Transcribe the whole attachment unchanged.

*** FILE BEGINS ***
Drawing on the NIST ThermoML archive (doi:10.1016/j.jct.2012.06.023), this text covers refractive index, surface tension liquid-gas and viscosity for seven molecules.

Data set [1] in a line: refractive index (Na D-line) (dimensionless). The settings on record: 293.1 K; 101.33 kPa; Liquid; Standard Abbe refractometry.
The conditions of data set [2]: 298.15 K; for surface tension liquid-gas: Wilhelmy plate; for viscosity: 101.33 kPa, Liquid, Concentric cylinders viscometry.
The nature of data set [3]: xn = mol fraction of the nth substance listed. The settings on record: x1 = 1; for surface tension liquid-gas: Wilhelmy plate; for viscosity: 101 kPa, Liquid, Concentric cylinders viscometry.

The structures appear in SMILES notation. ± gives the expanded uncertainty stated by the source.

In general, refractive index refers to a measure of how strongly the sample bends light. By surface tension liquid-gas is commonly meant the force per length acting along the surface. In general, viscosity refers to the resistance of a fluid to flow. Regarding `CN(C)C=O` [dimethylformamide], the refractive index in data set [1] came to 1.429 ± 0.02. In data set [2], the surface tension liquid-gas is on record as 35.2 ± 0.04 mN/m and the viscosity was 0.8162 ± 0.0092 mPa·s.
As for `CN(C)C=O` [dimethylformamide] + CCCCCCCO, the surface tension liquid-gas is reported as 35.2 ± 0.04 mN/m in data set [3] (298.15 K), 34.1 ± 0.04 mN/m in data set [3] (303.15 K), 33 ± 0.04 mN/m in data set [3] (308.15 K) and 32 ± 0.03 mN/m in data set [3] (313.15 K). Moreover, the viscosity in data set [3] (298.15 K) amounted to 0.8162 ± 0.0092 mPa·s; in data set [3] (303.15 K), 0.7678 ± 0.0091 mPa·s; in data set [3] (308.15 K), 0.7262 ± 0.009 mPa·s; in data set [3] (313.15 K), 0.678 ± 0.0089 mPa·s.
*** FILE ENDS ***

Drawing on the NIST ThermoML archive (doi:10.1016/j.jct.2012.06.023), this text covers refractive index, surface tension liquid-gas and viscosity for seven molecules.

Data set [1] in a line: refractive index (Na D-line) (dimensionless). The settings on record: 293.1 K; 101.33 kPa; Liquid; Standard Abbe refractometry.
The conditions of data set [2]: 298.15 K; for surface tension liquid-gas: Wilhelmy plate; for viscosity: 101.33 kPa, Liquid, Concentric cylinders viscometry.
The nature of data set [3]: xn = mol fraction of the nth substance listed. The settings on record: x1 = 1; for surface tension liquid-gas: Wilhelmy plate; for viscosity: 101 kPa, Liquid, Concentric cylinders viscometry.

The structures appear in SMILES notation. ± gives the expanded uncertainty stated by the source.

In general, refractive index refers to a measure of how strongly the sample bends light. By surface tension liquid-gas is commonly meant the force per length acting along the surface. In general, viscosity refers to the resistance of a fluid to flow. Regarding `CN(C)C=O` [dimethylformamide], the refractive index in data set [1] came to 1.429 ± 0.02. In data set [2], the surface tension liquid-gas is on record as 35.2 ± 0.04 mN/m and the viscosity was 0.8162 ± 0.0092 mPa·s.
As for `CN(C)C=O` [dimethylformamide] + CCCCCCCO, the surface tension liquid-gas is reported as 35.2 ± 0.04 mN/m in data set [3] (298.15 K), 34.1 ± 0.04 mN/m in data set [3] (303.15 K), 33 ± 0.04 mN/m in data set [3] (308.15 K) and 32 ± 0.03 mN/m in data set [3] (313.15 K). Moreover, the viscosity in data set [3] (298.15 K) amounted to 0.8162 ± 0.0092 mPa·s; in data set [3] (303.15 K), 0.7678 ± 0.0091 mPa·s; in data set [3] (308.15 K), 0.7262 ± 0.009 mPa·s; in data set [3] (313.15 K), 0.678 ± 0.0089 mPa·s.